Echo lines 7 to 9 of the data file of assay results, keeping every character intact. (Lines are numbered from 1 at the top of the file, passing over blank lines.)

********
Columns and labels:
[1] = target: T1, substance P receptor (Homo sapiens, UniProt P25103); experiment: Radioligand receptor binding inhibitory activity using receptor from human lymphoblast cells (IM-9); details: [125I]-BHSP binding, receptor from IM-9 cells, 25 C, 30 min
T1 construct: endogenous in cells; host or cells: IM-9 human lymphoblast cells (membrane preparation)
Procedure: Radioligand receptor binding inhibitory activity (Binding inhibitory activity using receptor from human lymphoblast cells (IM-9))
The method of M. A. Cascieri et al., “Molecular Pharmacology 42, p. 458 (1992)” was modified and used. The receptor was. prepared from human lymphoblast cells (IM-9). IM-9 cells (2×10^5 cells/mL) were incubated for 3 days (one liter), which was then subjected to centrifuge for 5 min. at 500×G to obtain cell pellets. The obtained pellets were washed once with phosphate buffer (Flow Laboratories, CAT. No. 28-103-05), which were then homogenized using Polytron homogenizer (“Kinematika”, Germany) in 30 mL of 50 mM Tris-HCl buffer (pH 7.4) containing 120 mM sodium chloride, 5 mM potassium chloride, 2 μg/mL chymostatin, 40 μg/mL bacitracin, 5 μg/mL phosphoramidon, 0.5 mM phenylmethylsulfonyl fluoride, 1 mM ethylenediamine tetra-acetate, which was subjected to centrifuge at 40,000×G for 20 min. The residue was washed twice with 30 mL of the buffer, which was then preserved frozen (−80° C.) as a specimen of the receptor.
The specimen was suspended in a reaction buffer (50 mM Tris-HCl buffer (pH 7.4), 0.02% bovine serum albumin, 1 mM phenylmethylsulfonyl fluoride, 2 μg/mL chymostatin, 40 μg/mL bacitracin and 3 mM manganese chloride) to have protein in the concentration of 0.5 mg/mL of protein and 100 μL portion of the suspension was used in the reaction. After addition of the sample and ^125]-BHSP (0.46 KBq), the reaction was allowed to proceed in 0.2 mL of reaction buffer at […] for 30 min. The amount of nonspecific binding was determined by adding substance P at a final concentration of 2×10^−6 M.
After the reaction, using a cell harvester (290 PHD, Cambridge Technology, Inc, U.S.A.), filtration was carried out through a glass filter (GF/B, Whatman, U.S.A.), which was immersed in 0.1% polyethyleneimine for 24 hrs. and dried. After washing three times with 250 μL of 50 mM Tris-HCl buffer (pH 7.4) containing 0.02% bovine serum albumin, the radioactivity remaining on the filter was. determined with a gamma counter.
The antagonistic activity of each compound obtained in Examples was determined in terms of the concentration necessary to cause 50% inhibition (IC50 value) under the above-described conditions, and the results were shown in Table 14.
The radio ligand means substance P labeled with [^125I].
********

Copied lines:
After the reaction, using a cell harvester (290 PHD, Cambridge Technology, Inc, U.S.A.), filtration was carried out through a glass filter (GF/B, Whatman, U.S.A.), which was immersed in 0.1% polyethyleneimine for 24 hrs. and dried. After washing three times with 250 μL of 50 mM Tris-HCl buffer (pH 7.4) containing 0.02% bovine serum albumin, the radioactivity remaining on the filter was. determined with a gamma counter.
The antagonistic activity of each compound obtained in Examples was determined in terms of the concentration necessary to cause 50% inhibition (IC50 value) under the above-described conditions, and the results were shown in Table 14.
The radio ligand means substance P labeled with [^125I].